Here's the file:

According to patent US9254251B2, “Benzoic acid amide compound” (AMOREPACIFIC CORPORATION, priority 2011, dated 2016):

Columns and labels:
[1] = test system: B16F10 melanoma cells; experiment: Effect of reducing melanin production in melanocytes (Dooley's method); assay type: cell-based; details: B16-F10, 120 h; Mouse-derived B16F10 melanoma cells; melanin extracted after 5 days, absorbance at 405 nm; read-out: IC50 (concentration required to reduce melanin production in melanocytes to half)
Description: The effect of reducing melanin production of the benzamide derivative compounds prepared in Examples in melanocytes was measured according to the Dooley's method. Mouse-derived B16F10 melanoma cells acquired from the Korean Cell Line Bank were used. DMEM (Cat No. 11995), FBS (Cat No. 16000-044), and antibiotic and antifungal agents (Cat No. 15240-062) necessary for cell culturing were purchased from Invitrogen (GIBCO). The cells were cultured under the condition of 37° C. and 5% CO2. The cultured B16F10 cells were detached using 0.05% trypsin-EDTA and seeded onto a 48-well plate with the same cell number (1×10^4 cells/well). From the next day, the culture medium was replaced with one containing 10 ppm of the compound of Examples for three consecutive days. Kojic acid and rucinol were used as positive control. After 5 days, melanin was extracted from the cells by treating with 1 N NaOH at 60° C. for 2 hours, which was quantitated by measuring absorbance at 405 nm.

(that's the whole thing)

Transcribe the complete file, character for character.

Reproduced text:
According to patent US9254251B2, “Benzoic acid amide compound” (AMOREPACIFIC CORPORATION, priority 2011, dated 2016):

Columns and labels:
[1] = test system: B16F10 melanoma cells; experiment: Effect of reducing melanin production in melanocytes (Dooley's method); assay type: cell-based; details: B16-F10, 120 h; Mouse-derived B16F10 melanoma cells; melanin extracted after 5 days, absorbance at 405 nm; read-out: IC50 (concentration required to reduce melanin production in melanocytes to half)
Description: The effect of reducing melanin production of the benzamide derivative compounds prepared in Examples in melanocytes was measured according to the Dooley's method. Mouse-derived B16F10 melanoma cells acquired from the Korean Cell Line Bank were used. DMEM (Cat No. 11995), FBS (Cat No. 16000-044), and antibiotic and antifungal agents (Cat No. 15240-062) necessary for cell culturing were purchased from Invitrogen (GIBCO). The cells were cultured under the condition of 37° C. and 5% CO2. The cultured B16F10 cells were detached using 0.05% trypsin-EDTA and seeded onto a 48-well plate with the same cell number (1×10^4 cells/well). From the next day, the culture medium was replaced with one containing 10 ppm of the compound of Examples for three consecutive days. Kojic acid and rucinol were used as positive control. After 5 days, melanin was extracted from the cells by treating with 1 N NaOH at 60° C. for 2 hours, which was quantitated by measuring absorbance at 405 nm.